Published online by Cambridge University Press: 27 January 2009
This paper sets out to consider two related questions: the significance of elections in single-party systems in underdeveloped countries, and the kind of study which political scientists have made of such elections.1
1 Material for this article was collected in 1970 after the two elections had been held. We have depended on newspaper reports and official documents, to the extent the latter have been available. Due to the lack of certain information on Kenya (mainly arising out of its semi-official character as a primary election) we asked a number of students to prepare retrospective reports on their home constituencies. For these we owe thanks to Messrs P. W. Achola, S. Z. L. Ambuka, A. Bekah, B. M. Githegi, G. H. Josiah, F. C. W. Karuba, G. S. Kuria, J. K. Karingu, K. P. A. Lang'at, A. M. Musumba, H. N. Narobi, J. D. N. Olewe, J. W. T. Otieno, E. K. Ruchiami, and M. M. Shambi. We are also grateful to Mr Robert Feruzy for assistance in coding information about the candidates in Tanzania. One of the problems created by the semi-official status of the Kenyan primaries is that no comprehensive data on the candidates was published and in this and some other respects our data on the two elections are far from being as comparable as we would like. However, it seemed unlikely that more comparable material would come to hand in the foreseeable future. Finally, we wish to thank Dr J. J. Okumu, Professor Kenneth Prewitt, Professor Douglas Ashcroft, Professor Henry Bienen and Professor W. H. Morris-Jones for helpful criticisms and advice.
2 Kogeka, S. V. and Park, R. L., Reports on the Indian General Elections 1951–52 (Bombay: Popular Book Depot, 1956).Google Scholar
4 Mair, Lucy, The Nyasaland Elections of 1961 (London: The Athlone Press, 1962), p. 81.Google Scholar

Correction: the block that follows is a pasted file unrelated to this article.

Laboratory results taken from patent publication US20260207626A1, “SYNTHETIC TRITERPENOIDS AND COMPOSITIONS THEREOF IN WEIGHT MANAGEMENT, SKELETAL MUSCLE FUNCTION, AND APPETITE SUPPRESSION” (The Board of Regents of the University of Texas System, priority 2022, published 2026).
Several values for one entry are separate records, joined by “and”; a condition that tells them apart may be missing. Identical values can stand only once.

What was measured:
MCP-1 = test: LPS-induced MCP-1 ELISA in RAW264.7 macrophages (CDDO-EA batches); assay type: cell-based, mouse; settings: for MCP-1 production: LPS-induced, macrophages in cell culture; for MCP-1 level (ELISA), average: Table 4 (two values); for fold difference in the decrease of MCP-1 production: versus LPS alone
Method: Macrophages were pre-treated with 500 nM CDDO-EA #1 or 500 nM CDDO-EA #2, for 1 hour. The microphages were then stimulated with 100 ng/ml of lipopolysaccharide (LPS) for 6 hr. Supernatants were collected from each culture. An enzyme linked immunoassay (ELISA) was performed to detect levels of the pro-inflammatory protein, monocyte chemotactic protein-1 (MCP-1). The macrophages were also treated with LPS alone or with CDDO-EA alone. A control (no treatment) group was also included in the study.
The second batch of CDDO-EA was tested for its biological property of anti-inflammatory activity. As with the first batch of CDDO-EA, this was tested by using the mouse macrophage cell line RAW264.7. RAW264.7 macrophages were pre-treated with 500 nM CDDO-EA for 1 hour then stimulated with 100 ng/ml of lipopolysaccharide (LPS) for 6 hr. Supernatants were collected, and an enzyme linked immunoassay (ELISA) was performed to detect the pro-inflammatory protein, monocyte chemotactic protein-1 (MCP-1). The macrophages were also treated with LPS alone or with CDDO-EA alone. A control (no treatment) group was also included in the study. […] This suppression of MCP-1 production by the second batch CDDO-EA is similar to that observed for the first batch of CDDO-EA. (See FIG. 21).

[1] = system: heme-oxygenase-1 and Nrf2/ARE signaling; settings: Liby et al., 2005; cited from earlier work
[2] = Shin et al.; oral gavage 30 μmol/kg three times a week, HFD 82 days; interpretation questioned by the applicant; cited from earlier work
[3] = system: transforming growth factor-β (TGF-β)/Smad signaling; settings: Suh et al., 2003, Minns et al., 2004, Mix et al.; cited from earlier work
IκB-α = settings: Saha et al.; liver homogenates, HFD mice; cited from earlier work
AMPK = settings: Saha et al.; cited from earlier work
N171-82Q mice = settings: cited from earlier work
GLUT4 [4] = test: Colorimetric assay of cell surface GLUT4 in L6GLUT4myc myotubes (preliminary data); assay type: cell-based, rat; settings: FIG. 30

6 This is of course a major oversimplification, and in particular ignores the strong tradition of general political sociological analysis using electoral data; such as (among recent examples) Lipset, S. M. and Rokkan, S., Party Systems and Voter Alignments (New York: Free Press, 1967)Google Scholar, and Butler, David and Stokes, Donald, Political Change in Britain (London: Macmillan, 1969).Google Scholar
7 For a review of the American literature in the context of work also done elsewhere, see the article on ‘Voting’, by Stokes, Donald E. in the International Encyclopedia of the Social Sciences (New York: Macmillan, 1968).Google Scholar
8 I.e. the series beginning with Mccallum, R. B. and Readman, A., The British General Election of 1945 (London: Oxford University Press, 1945) and continuing under the leadership of D. E. Butler in studies published by Macmillans.Google Scholar
9 Austin, Dennis,Politics in Ghana 1946–1960 (London: Oxford University Press, 1964), p. 316.Google Scholar
11 Some writers following the Nuffield tradition maintain that the value of an election study also lies in the speed with which it appears, as it otherwise loses its relevance to those concerned. Cf. Bennett, G. and Rosberg, C. G. Jr, The Kenyatta Election, Kenya 1960–1961 (London: Oxford University Press, 1961), p. viGoogle Scholar, and Mulford, David C., The Northern Rhodesia General Election 1962 (Nairobi: Oxford University Press, 1964), p. iv.Google Scholar This suggests some ambiguity about the approach, however; presumably if the value of an election study is that it illuminates the whole political system, the speed with which it appears should not be of special importance.